What Is the Difference Between Drug Dependent & Drug Addicted?
Kathleen experienced a work related injury in which a box fell on her neck while she was standing on a ladder to retrieve something else from a high shelf. She suffered a C4 injury (the fourth cervical vertebra) which resulted in limited control of her shoulders and biceps. It was accompanied by a stinging sensation that she came to discover was related to damage to nerve fibers. She also noticed tingling and numbness in her fingers. It was diagnosed as neuropathic pain. Her doctor explained that the communication between her spine and brain was being mis-translated and that the signals were coming from locations below where feelings were interrupted. She was cautioned that this problem could be chronic.
Prior to the accident, Kathleen had been vibrant and active. An athlete, she had ridden her bicycle a few times a week, swam, worked out at the gym and played on a mixed gender soccer team. She had no prior history of addiction herself or in her family.
As a result of the injury, she needed to curtail her normal routine as she took time to recuperate at home while receiving treatment. It contributed to a sense of restlessness physically and a growing feeling of despair. Initially she was prescribed Motrin which is considered a non-steroidal anti-inflammatory drug (also known as NSAIDs). When the pain didn’t respond to it, she asked her physician for something stronger.
She was offered Oxycodone but was warned that it could become habit forming. At that point, what Kathleen was more concerned about was relief from what had become chronic pain. She developed insomnia and her depression increased. She made yet another call to her treating physician, who prescribed Nortriptyline (Pamelor), which also had applications for pain relief. It offered a slight measure of relief, but there came a time when her doctor became concerned about her ongoing requests, thinking that she should begin to wean down her Oxycodone dosage.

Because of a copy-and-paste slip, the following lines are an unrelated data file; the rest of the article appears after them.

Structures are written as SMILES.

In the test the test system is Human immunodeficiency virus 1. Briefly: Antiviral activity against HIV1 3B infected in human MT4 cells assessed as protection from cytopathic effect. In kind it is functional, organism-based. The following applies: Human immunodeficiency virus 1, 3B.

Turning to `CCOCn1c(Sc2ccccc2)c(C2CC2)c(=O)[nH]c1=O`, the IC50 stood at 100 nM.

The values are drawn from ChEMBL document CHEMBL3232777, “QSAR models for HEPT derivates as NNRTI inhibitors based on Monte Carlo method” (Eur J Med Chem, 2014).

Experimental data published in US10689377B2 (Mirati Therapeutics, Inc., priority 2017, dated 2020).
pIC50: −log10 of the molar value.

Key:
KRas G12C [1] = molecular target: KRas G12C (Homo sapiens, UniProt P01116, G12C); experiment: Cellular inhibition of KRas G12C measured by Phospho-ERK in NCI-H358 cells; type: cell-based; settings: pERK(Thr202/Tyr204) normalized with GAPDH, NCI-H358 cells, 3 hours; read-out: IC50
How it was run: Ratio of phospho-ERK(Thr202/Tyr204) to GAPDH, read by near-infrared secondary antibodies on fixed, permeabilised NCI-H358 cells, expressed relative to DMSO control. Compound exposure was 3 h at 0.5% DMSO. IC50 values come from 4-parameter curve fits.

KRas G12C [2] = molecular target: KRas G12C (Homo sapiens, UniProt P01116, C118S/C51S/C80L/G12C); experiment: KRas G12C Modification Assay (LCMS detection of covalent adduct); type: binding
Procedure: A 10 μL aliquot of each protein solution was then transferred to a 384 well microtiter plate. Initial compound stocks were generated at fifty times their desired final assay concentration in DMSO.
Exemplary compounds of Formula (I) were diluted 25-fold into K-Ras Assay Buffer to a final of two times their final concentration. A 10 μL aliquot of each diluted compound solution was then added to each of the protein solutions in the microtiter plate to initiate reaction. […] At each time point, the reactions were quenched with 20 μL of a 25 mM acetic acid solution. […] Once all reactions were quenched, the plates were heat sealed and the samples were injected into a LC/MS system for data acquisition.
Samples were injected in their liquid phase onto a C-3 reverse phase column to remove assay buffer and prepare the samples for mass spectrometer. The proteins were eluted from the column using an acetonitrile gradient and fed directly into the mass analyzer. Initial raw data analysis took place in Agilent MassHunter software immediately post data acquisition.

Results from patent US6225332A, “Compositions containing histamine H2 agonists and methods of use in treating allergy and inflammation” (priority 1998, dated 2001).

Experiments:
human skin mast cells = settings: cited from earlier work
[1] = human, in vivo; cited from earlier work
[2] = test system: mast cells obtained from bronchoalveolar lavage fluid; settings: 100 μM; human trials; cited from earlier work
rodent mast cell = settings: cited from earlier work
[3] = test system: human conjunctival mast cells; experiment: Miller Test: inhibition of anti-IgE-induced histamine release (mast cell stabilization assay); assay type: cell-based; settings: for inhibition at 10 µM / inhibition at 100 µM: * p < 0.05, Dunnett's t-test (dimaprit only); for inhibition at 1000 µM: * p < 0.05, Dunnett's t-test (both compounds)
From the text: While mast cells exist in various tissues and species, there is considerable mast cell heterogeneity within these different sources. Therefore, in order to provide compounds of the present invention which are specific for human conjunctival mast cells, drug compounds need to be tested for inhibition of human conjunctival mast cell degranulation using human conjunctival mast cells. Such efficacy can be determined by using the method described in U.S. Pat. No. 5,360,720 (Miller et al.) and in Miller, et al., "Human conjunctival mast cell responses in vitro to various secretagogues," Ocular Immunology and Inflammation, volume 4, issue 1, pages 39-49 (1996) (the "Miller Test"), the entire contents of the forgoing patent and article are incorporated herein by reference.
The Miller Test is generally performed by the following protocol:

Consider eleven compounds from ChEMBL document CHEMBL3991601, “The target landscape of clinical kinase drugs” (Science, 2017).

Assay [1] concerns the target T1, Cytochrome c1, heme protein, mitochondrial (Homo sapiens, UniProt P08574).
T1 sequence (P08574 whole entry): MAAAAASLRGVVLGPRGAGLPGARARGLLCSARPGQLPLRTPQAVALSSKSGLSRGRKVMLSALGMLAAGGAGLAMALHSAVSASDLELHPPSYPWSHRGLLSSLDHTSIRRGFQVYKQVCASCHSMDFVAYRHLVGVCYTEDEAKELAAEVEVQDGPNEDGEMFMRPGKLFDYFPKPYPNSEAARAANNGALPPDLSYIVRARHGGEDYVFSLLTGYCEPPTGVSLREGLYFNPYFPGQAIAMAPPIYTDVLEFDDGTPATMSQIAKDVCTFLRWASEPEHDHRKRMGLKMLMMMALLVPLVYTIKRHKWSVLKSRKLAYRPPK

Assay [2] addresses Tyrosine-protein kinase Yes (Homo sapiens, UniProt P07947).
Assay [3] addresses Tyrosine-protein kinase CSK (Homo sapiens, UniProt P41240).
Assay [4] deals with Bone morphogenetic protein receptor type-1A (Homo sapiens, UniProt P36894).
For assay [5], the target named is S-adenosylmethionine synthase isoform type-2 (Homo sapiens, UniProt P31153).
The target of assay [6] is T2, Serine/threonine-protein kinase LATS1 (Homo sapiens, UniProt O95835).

At that point, Kathleen began to experience symptoms of anxiety with transient and unexpected thoughts of ending her life, although she had no plan or intent. She told the physician, “If this is how it is going to be, I don’t know how to live this way.” After a few months of being away from her work environment and fitness activities, she began to feel isolated. Although her friends had visited initially, their contact dwindled. She hesitated to reach out to them, not wanting to feel like a burden since she justified that they were all living normal lives and she felt like an invalid.
The question that remained was whether this was a case of addiction or dependence. Kathleen was clear that her body had acclimated to the prescribed dose and was calling for more to meet the need for relief. Her doctor dismissed the initial inclination to think of her as med-seeking. He offered a referral to a pain medicine specialist. She followed up on his recommendation and the next week, she was sitting in an office with her new specialist who compassionately offered alternatives to what she had been doing to manage what seemed like intractable pain. These included:
- Restorative yoga
- Consulting with a dietician to consider an anti-inflammatory diet
- Cognitive Behavioral Therapy (CBT) to assist in exploring the psycho-social component she faced
Kathleen was willing to engage in all of these practices and in a few months, found herself returning to an adapted sense of a normal routine. She rated her pain most days as a 2 or 3 on a 1-10 scale which was manageable, when at the onset, she would have thought of it as a 10.